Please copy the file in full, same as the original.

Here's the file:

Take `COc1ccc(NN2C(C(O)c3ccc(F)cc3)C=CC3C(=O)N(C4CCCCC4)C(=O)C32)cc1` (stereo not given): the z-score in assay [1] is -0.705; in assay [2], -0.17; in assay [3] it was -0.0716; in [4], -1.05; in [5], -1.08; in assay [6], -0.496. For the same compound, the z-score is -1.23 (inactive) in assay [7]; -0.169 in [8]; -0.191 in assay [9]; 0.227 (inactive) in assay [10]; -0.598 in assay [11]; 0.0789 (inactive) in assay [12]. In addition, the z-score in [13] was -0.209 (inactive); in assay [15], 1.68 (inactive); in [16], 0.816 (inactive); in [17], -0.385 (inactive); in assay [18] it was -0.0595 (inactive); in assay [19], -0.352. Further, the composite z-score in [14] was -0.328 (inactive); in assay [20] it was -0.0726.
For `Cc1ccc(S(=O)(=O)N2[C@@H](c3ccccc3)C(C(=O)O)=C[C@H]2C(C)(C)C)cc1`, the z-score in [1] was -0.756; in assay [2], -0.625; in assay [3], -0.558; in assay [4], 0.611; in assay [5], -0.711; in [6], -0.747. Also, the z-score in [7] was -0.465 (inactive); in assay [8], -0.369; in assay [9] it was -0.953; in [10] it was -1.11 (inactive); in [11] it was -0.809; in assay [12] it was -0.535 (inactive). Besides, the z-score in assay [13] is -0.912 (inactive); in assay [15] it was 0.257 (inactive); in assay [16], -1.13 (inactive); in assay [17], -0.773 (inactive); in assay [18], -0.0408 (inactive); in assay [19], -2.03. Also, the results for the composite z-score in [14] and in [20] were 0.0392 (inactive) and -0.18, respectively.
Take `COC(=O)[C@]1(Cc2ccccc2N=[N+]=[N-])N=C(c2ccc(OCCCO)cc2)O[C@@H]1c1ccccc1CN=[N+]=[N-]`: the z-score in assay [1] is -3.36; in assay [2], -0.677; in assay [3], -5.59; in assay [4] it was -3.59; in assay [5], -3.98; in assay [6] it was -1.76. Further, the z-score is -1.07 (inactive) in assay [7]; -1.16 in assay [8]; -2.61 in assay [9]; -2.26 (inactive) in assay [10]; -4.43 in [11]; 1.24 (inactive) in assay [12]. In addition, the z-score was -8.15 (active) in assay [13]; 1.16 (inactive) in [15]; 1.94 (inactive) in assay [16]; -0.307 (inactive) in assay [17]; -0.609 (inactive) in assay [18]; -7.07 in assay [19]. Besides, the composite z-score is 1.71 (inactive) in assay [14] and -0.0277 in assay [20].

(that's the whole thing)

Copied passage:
Take `COc1ccc(NN2C(C(O)c3ccc(F)cc3)C=CC3C(=O)N(C4CCCCC4)C(=O)C32)cc1` (stereo not given): the z-score in assay [1] is -0.705; in assay [2], -0.17; in assay [3] it was -0.0716; in [4], -1.05; in [5], -1.08; in assay [6], -0.496. For the same compound, the z-score is -1.23 (inactive) in assay [7]; -0.169 in [8]; -0.191 in assay [9]; 0.227 (inactive) in assay [10]; -0.598 in assay [11]; 0.0789 (inactive) in assay [12]. In addition, the z-score in [13] was -0.209 (inactive); in assay [15], 1.68 (inactive); in [16], 0.816 (inactive); in [17], -0.385 (inactive); in assay [18] it was -0.0595 (inactive); in assay [19], -0.352. Further, the composite z-score in [14] was -0.328 (inactive); in assay [20] it was -0.0726.
For `Cc1ccc(S(=O)(=O)N2[C@@H](c3ccccc3)C(C(=O)O)=C[C@H]2C(C)(C)C)cc1`, the z-score in [1] was -0.756; in assay [2], -0.625; in assay [3], -0.558; in assay [4], 0.611; in assay [5], -0.711; in [6], -0.747. Also, the z-score in [7] was -0.465 (inactive); in assay [8], -0.369; in assay [9] it was -0.953; in [10] it was -1.11 (inactive); in [11] it was -0.809; in assay [12] it was -0.535 (inactive). Besides, the z-score in assay [13] is -0.912 (inactive); in assay [15] it was 0.257 (inactive); in assay [16], -1.13 (inactive); in assay [17], -0.773 (inactive); in assay [18], -0.0408 (inactive); in assay [19], -2.03. Also, the results for the composite z-score in [14] and in [20] were 0.0392 (inactive) and -0.18, respectively.
Take `COC(=O)[C@]1(Cc2ccccc2N=[N+]=[N-])N=C(c2ccc(OCCCO)cc2)O[C@@H]1c1ccccc1CN=[N+]=[N-]`: the z-score in assay [1] is -3.36; in assay [2], -0.677; in assay [3], -5.59; in assay [4] it was -3.59; in assay [5], -3.98; in assay [6] it was -1.76. Further, the z-score is -1.07 (inactive) in assay [7]; -1.16 in assay [8]; -2.61 in assay [9]; -2.26 (inactive) in assay [10]; -4.43 in [11]; 1.24 (inactive) in assay [12]. In addition, the z-score was -8.15 (active) in assay [13]; 1.16 (inactive) in [15]; 1.94 (inactive) in assay [16]; -0.307 (inactive) in assay [17]; -0.609 (inactive) in assay [18]; -7.07 in assay [19]. Besides, the composite z-score is 1.71 (inactive) in assay [14] and -0.0277 in assay [20].